Trouble in river city
The September sun gives it life, siphoning moisture from the Atlantic off the coast of Africa. The earth’s rotation coaxes it into a counterclockwise spiral as it begins its two-week journey to the Gulf of Mexico, where, nudged by the jet stream, it tears northward across the Florida Panhandle into Alabama. By now it has a name — Ivan.
On Wednesday, atop Cold Mountain in southern Haywood County, mist with a tepid, almost tropical feel swirls through gnarled oaks. On radar in Greer, S.C., 50 miles southeast, government meteorologist Wayne Jones watches approaching cloud bands. The heaviest precipitation lies in the right leading quadrant, aimed at the mountain — but first it must clear the Blue Ridge. Jones frets about that. “When all that moisture rises over that escarpment and condenses, it’s going to boost the rainfall tremendously.”
By Thursday, 12 to 15 inches have soaked the forest floor atop Cold Mountain, still sodden from Frances, a similar storm nine days earlier. More is falling. In the headwaters near the 6,030-foot summit, creeks swell and plunge toward the twin forks of the Pigeon River, which enfold the base of the mountain like a wishbone. Below its collar lies the little town of Canton.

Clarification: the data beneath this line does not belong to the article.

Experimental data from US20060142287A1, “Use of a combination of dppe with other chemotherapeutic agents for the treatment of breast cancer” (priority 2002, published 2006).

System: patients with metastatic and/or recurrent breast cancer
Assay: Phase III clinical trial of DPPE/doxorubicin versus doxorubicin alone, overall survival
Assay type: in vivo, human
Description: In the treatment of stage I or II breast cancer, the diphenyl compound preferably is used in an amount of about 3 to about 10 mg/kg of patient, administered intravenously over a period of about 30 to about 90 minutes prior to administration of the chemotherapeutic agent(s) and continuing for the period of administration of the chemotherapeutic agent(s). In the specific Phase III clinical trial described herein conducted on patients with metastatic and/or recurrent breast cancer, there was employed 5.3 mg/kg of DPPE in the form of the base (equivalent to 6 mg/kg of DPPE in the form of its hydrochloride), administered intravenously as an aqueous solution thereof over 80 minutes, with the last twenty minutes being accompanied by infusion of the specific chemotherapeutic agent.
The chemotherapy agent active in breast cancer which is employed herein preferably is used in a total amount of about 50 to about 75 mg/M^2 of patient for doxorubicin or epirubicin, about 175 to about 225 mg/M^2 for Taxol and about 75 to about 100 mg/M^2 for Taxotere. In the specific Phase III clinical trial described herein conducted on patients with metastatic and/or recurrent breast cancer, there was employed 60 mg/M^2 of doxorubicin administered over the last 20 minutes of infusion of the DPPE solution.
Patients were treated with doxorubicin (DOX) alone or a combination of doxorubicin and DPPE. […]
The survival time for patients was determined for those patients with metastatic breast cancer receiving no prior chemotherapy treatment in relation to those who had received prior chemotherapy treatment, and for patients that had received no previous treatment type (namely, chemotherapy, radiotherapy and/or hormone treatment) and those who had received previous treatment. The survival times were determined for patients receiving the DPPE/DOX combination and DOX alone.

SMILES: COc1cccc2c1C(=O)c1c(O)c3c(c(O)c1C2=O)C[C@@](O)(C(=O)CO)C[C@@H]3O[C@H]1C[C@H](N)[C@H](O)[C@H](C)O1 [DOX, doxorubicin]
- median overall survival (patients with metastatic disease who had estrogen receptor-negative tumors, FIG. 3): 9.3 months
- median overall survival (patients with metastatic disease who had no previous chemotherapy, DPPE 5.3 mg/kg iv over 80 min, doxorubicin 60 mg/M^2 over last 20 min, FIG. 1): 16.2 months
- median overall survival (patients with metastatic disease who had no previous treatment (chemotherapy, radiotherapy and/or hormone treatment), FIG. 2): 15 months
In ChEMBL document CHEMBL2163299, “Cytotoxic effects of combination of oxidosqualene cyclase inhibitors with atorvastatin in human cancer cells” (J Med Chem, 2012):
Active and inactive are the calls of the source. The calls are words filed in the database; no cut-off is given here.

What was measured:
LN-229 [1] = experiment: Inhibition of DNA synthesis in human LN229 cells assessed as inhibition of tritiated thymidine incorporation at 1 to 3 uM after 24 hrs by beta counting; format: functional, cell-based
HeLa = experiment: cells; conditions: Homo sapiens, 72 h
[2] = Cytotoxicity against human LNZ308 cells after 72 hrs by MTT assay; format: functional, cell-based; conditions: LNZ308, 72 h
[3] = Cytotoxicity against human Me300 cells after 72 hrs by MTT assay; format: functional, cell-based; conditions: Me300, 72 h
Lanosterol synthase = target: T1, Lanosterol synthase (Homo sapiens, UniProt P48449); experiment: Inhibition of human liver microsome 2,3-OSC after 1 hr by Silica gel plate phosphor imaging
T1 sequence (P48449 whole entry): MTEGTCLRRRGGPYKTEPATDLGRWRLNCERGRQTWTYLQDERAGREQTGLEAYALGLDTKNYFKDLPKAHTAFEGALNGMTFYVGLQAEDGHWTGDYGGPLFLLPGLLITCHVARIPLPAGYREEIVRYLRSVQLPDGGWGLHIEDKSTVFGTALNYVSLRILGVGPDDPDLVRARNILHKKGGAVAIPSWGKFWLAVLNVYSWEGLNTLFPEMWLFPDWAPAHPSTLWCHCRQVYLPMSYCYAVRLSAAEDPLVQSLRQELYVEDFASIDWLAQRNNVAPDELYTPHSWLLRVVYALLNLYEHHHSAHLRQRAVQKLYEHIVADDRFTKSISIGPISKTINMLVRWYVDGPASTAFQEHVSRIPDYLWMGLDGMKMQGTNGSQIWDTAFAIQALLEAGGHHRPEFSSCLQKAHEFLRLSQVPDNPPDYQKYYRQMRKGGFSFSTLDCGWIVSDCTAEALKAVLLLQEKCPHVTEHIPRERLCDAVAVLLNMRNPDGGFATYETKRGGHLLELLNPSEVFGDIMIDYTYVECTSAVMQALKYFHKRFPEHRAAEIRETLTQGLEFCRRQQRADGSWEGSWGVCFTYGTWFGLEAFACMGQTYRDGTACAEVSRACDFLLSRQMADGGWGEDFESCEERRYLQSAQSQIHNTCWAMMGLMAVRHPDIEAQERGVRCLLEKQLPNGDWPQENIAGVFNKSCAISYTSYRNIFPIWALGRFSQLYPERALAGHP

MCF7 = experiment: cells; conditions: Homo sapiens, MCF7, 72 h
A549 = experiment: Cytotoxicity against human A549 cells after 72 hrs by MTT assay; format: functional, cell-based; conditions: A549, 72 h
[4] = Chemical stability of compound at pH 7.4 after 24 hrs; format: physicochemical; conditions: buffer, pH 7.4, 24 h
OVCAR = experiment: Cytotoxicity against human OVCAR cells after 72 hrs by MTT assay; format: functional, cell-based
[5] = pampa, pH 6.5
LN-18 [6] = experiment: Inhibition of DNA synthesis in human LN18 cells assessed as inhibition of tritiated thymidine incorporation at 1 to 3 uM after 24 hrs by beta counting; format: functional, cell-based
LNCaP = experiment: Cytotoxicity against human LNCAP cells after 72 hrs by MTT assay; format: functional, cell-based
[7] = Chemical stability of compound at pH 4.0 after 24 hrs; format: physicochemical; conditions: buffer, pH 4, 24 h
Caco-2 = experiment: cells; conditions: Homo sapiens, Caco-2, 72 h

In late afternoon, water surges through the crossroads of Bethel, near where the forks merge. In the driving rain, people whose memories of Frances are less than two weeks old pack and leave. As night falls, the Pigeon pounds a house and the cottage next door, smashing windows, ripping off garage doors. Doris Baxter, 69, lives nearby on higher ground. She decides to wait it out. Her mother, who is in her 90s, is in a nursing home in Canton. It’s just across the river.
In town, Tom Wilson races to save customers’ clothes from his dry-cleaning shop, two blocks from the rising river. Lights flicker off. Broken lines spew natural gas. Water swirls over the U.S. 19-23 bridge, pouring into City Hall and the 1932 Colonial Theater, newly restored at a cost of $1 million. Police order Wilson, 66, to leave. He glances back. Much of his equipment is new, including a $75,000 dry-cleaning machine, the latest zero-pollution model. Soon, only the roof of his building is above water.